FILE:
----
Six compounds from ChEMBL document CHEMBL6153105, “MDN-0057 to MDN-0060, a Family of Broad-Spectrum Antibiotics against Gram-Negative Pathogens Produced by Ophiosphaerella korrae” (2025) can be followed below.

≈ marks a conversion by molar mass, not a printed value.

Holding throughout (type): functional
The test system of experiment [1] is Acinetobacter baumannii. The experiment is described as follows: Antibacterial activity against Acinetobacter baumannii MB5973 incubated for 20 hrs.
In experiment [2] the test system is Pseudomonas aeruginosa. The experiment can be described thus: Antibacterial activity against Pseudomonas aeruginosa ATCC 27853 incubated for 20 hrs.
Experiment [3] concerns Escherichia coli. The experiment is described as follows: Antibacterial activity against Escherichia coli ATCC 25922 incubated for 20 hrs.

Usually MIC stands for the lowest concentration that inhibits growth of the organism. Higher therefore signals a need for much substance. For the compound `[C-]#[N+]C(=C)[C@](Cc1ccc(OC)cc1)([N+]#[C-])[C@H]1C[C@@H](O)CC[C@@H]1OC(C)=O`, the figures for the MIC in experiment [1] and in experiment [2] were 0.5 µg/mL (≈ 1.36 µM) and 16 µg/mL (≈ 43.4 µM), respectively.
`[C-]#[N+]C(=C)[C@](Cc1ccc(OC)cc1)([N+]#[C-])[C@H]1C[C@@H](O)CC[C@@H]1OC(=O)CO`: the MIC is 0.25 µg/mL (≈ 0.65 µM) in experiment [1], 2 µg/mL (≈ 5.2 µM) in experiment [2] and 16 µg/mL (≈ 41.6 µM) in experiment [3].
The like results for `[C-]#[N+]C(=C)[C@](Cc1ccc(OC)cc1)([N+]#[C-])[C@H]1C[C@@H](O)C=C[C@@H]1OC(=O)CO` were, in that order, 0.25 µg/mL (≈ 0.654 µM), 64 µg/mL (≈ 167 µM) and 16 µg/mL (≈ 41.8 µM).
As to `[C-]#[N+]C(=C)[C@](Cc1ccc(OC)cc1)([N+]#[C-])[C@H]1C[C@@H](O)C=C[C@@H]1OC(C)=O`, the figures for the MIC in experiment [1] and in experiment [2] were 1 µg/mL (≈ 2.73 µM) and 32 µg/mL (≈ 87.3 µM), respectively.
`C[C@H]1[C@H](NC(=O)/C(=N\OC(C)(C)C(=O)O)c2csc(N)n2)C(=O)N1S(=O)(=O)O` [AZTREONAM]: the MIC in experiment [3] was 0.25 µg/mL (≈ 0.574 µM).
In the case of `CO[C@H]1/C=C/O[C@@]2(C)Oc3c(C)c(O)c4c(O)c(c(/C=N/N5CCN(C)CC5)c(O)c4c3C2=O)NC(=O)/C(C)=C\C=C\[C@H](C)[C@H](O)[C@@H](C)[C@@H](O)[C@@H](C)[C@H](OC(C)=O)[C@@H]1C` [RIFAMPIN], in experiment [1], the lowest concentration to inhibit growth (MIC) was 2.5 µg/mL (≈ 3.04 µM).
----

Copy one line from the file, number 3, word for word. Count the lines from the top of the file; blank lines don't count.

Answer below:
Holding throughout (type): functional